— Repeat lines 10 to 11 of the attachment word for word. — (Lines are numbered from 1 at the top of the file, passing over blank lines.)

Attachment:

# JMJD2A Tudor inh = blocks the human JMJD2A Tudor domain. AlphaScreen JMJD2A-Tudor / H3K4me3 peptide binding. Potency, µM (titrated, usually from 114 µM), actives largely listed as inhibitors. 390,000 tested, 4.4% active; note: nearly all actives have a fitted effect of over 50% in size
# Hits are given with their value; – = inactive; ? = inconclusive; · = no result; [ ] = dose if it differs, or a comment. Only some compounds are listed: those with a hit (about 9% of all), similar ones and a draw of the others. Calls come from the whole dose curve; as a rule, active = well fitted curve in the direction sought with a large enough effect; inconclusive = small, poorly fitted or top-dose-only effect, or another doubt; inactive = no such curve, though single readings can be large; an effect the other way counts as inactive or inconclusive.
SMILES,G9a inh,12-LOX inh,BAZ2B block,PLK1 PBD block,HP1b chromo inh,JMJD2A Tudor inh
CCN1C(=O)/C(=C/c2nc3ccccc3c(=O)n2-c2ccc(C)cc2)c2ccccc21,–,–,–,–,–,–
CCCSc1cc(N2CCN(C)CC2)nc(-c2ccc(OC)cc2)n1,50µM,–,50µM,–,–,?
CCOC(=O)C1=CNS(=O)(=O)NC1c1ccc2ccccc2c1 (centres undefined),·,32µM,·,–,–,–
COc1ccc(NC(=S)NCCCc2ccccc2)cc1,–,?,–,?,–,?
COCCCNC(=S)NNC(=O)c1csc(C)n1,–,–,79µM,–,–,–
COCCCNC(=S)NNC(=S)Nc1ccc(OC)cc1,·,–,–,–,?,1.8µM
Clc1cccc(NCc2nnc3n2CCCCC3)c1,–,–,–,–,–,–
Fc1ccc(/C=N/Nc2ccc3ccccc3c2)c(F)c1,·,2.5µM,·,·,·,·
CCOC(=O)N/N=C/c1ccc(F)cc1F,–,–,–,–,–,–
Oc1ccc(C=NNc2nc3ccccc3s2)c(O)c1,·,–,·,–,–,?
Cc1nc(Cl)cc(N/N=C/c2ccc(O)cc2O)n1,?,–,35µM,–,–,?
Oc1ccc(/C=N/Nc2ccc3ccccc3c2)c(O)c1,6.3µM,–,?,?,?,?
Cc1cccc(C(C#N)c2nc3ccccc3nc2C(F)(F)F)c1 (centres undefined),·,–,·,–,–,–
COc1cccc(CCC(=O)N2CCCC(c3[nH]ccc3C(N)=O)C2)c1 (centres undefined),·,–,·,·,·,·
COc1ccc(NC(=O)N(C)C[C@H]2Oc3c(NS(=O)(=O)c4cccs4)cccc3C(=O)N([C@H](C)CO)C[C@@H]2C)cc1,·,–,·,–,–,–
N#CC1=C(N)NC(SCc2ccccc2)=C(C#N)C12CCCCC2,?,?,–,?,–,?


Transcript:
Clc1cccc(NCc2nnc3n2CCCCC3)c1,–,–,–,–,–,–
Fc1ccc(/C=N/Nc2ccc3ccccc3c2)c(F)c1,·,2.5µM,·,·,·,·